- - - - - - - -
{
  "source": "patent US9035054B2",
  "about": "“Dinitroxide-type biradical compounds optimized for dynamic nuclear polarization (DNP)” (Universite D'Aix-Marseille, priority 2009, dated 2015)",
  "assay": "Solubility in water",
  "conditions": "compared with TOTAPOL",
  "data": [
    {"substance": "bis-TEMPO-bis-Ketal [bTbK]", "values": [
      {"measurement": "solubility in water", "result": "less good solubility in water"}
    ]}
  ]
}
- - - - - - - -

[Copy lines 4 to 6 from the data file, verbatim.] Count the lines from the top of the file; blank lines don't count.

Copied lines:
  "assay": "Solubility in water",
  "conditions": "compared with TOTAPOL",
  "data": [